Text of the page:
CIOs: innovation? What innovation?

New survey of 2,000 chief information officers finds widespread inability to innovate; and a lot of concern about finding and retaining skills. Top recruiting target: enterprise architects.

A new survey of 2,000 chief information officers finds only three percent believe their organization's innovation potential has been fully realized. This is even worse than last year's five percent.

Organizations are leaning heavy on their IT experts to deliver innovation that will open up markets and better understand customer trends. But this isn't happening yet. CIOs' glum attitudes about their employers' capacity to innovate were captured in a new survey by Harvey Nash USA.

Perhaps it's because they're too busy trying to keep the lights on to dive into the innovation side as much as they would like. Or perhaps the fact that only 30% received raises in the past year -- while 60% still are still experiencing pay freezes -- is adding to the glum.

The survey also finds CIOs are extremely concerned about staffing skills, and acknowledge that many parts of their businesses outside of IT are taking the reins of technology purchases. 

The vast majority, 93%, say retention of talent is a concern. For example, 34% say they are short on big data skills. The most sought-after skills include enterprise architects (42%) and business analysts (38%).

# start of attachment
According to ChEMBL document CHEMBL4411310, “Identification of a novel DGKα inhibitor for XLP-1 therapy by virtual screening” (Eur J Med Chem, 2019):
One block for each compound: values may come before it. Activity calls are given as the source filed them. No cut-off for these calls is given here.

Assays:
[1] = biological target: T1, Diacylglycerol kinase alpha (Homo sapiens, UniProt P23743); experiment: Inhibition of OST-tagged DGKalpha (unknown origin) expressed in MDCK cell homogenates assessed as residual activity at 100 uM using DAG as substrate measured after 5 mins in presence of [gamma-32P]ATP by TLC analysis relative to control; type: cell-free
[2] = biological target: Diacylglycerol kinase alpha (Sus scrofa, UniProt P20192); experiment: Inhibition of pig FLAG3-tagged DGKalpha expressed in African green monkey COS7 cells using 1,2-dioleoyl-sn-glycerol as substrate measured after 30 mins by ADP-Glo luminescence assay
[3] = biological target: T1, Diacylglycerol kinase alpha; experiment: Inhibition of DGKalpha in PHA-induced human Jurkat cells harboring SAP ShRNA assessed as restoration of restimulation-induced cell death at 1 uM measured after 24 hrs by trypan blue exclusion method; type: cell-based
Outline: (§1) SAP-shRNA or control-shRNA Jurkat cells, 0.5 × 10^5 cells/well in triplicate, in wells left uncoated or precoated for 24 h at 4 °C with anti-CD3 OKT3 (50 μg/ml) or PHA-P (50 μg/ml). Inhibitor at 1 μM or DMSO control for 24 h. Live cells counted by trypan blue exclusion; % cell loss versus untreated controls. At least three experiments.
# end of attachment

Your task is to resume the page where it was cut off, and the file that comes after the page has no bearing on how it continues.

More CIOs are relying on contract IT labor. Te survey finds that 14% of CIOs now have more than half their staff on flexible contracts, compared to 9% last year.

CIOs say they are losing more direct control of their technology vision and sharing it with other departments. Forty-three percent of CIOs say there is a degree of shared ownership of digital technology between the IT and marketing teams. A growing number of CIOs see more than 10% of their budgets controlled outside of the IT department: 38% today, compared to 34% in 2012 and 26% in 2011.

Big investment areas this year include cloud (63%), mobility (62%) and collaboration (46%).

A couple of interesting quotes to come out of the study:

"Core skills are shifting every day; advanced statistics, data visualization and DevOps are all recent requirements and in short supply. Finding people who are curious, multi-skilled, and can operate effectively in two or three related disciplines is a key part of bringing teams together and bridging silos."

- Richard McLaren, Managing Director, Data and Sciences, Mi9

"With big changes in how we must platform core capabilities being driven primarily by cloud and packaged cloud apps, we are faced now with fundamental decisions that feel more like buying services than the traditional orientation of 'building' capabilities. This 'shift' also poses a huge talent and skills challenge—again, away from build and run, towards internal consulting and complex vendor management."

- Rob Cain, CIO Enabling Functions, The Coca-Cola Company

(Thumbnail photo credit: Joe McKendrick.)